Yesterday's primary defeat in Georgia of Rep. Cynthia McKinney marks the latest in a series of serious setbacks to what has become known as the Wahhabi Lobby.

The Wahhabi Lobby is a far-flung network of organizations associated with the agenda of the radical Wahhabist sect of Islam and largely financed, directly or indirectly, by the Saudi Arabian government and its proxies. If such reverses continue, it could mark a hugely significant development in one of the most strategic parts of the war on terror: the home front.

In the course of McKinney's campaign, it came to light that the veteran Congresswoman's often vitriolic criticism of President Bush, his conduct of the war on terrorism and his support for Israel had earned her support from individuals closely associated with various controversial and Saudi-backed organizations. She had the singular misfortune to have received on Sept. 11 checks from a number of people who had ties to entities under investigation for fund-raising for and/or financing terrorists.

Rep. McKinney's defeat by a newcomer to politics was clearly abetted by the perception that the incumbent was out of touch with her constituents' views on the war and in the pocket of people who are on the wrong side of it.

It happens that one of Cynthia McKinney's Black Caucus colleagues, Rep. Earl Hilliard of Alabama, recently met a similar fate. As in Georgia, an attractive black opponent enjoyed considerable financial support from Republicans, Jewish contributors and others appalled by the legislator's stands and voting record on the war and Middle East conflict-related issues -- and by the help the Congressman was getting from the Wahhabi Lobby.

Meanwhile, published reports signal that the Bush administration has begun to terminate the access it previously gave to prominent representatives of the Wahhabi Lobby, an understandable mistake given the extent to which its well-heeled organizations hold themselves out as the only legitimate representatives of the Muslim community in America.

This is, of course, utterly untrue; while as many as 80 percent of this country's mosques may be financed by the Saudis, vast numbers of American adherents to Islam practice a tolerant and peaceable version of the faith that is anathema to, and aggressively suppressed by, the Wahhabists.

Another setback to the Wahhabist cause in America was unveiled last week as relatives of victims of the Sept. 11 attacks filed suit holding the government of Saudi Arabia and its outriders responsible for the terrorism perpetrated by 15 Saudi citizens. The suit seeks  $100 trillion in compensation.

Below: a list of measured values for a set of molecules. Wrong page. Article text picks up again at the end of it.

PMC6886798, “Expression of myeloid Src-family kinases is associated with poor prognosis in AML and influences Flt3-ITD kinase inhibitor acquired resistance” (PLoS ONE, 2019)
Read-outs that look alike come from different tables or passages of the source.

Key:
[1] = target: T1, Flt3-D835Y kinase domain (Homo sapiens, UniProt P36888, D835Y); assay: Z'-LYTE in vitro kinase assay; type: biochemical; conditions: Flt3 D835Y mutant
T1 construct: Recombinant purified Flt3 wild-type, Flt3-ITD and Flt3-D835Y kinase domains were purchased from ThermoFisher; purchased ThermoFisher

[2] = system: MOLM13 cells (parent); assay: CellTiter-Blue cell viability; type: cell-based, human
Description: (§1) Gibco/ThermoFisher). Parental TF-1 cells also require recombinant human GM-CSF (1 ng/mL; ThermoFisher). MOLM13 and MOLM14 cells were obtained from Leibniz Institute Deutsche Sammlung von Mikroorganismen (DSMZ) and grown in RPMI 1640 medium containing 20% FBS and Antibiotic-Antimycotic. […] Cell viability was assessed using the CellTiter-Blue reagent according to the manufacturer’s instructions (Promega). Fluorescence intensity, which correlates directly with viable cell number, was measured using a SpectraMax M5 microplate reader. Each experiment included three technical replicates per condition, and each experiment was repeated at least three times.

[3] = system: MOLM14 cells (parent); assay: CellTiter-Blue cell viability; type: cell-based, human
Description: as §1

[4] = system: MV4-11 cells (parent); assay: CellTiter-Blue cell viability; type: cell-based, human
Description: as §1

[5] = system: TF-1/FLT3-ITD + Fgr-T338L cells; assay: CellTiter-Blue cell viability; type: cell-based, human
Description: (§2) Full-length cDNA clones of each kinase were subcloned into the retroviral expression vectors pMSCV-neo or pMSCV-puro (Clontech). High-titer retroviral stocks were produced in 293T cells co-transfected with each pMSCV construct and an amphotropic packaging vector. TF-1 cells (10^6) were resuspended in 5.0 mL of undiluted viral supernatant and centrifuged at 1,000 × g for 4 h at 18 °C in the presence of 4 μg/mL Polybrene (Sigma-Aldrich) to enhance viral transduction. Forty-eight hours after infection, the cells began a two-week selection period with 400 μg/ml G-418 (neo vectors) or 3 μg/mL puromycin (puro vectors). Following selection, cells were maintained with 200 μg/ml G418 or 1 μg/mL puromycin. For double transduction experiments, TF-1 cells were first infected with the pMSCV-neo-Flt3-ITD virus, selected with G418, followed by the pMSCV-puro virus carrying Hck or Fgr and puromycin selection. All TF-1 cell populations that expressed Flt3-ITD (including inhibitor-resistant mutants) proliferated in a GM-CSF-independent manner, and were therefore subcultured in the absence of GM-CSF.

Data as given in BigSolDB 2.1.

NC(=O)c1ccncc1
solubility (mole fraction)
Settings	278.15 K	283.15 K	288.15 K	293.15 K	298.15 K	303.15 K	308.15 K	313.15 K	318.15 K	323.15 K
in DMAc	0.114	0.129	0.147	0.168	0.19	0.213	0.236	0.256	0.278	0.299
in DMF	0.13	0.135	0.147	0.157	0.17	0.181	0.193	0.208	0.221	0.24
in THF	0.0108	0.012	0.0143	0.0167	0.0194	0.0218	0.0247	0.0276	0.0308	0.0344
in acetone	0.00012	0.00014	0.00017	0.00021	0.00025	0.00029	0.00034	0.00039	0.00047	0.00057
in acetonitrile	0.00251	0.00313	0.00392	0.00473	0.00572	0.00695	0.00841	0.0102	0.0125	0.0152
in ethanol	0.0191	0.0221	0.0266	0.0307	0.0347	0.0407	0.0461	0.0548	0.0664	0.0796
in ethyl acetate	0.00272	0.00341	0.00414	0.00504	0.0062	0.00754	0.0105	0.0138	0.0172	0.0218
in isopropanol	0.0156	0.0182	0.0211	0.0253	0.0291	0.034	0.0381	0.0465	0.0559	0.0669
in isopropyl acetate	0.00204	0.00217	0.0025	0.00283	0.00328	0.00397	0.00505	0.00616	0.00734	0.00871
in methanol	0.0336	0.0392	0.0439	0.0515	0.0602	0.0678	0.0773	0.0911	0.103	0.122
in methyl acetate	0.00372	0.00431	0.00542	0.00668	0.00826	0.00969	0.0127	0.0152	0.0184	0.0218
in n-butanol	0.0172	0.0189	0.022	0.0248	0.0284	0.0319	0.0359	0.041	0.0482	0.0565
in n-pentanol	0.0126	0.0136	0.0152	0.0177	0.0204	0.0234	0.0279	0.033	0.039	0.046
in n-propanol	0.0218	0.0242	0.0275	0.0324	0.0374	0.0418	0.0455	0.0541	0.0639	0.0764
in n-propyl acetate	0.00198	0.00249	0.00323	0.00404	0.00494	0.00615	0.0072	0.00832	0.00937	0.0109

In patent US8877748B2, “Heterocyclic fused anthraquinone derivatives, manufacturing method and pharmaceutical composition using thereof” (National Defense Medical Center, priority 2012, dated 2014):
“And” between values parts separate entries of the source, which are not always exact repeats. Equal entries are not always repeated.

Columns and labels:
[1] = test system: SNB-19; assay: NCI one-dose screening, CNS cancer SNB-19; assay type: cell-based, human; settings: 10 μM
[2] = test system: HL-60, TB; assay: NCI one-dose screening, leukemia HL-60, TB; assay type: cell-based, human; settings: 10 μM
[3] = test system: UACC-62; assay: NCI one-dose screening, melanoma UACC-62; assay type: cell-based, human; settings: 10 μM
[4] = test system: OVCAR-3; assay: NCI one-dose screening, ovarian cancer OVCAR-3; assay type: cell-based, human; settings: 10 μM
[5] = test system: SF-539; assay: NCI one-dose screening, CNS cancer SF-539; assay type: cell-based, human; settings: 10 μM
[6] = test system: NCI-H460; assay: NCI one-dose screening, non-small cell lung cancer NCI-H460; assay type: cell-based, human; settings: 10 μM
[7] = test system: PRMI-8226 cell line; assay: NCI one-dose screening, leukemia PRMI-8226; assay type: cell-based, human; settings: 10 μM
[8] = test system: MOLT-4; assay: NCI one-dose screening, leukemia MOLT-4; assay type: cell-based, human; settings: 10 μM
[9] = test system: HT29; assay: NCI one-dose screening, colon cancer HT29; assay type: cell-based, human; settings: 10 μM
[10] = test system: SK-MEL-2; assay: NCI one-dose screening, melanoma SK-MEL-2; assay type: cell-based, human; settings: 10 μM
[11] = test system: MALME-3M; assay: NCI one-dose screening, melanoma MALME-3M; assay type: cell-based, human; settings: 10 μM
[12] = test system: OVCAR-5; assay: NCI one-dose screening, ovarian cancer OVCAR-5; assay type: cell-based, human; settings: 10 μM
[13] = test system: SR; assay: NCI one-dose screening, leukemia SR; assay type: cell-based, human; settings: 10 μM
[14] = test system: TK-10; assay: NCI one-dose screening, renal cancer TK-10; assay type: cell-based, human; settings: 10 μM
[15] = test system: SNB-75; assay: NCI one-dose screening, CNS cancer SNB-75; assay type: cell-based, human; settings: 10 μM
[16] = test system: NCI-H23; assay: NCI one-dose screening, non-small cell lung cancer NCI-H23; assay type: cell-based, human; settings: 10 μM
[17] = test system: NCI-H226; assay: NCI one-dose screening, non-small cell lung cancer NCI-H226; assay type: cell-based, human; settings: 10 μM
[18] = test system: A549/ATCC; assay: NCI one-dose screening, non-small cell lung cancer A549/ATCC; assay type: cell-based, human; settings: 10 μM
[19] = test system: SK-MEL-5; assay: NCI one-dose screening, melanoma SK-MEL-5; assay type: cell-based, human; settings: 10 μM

At a minimum, this legal action is likely to illuminate the extent of Saudi involvement in an organized, highly disciplined and skillfully targeted influence operation aimed at U.S. political institutions, the media and businesses, and underwriting ominous recruitment efforts on campus, in the prisons and even in the U.S. military.

This effort has operated for 40 years, largely unnoticed until the attacks of  Sept. 11.

The Saudis have responded to this suit and other evidence of a chilling of relations between the two governments in a way that is certain to further undermine their dwindling number of apologists in this country:

By some estimates, as much as $200 billion in Saudi investment in the U.S. has recently left the country. This is said to be a reflection of the sluggish U.S. economy and a desire for greater diversification on the part of the Kingdom's portfolio managers. But there can be little doubt that this capital flight -- and an even larger one that may happen if the remaining  $400-500 billion in Saudi investments here are liquidated -- reflects growing concern that such funds may be frozen or at least subjected to closer scrutiny as Wahhabist influence in high places evaporates.

It will be interesting to see whether another hotly contested primary race in which the Wahhabists and their friends are championing a candidate -- this time against an incumbent who opposes their views on the Mideast and terrorism -- will follow the Hilliard and McKinney model.

The voters of New Hampshire will shortly determine whether to make Rep. John Sununu or Sen. Bob Smith the Republican candidate this Fall against popular Democratic Gov. Jeanne Shaheen. As with the races in Alabama and Georgia, Rep. Sununu's support from many of the same radical Arab Americans and others associated with the Wahhabi Lobby -- some of whom, in a reversal of the McKinney case, are crossing over from their normal, liberal Democratic column -- is hardly the only issue in the election.

Yet if he winds up joining  Hilliard and McKinney in retirement this fall, the ability of Mr. Sununu's most controversial backers to misrepresent themselves as "mainstream" Muslims --and, thereby exercise an insidious and potentially dangerous influence within the U.S.-- is certain to continue to nosedive. And that, as Martha Stewart used to say, is a good thing.

Frank J. Gaffney Jr. held senior positions in the Reagan Defense Department. He is currently president of the Center for Security Policy.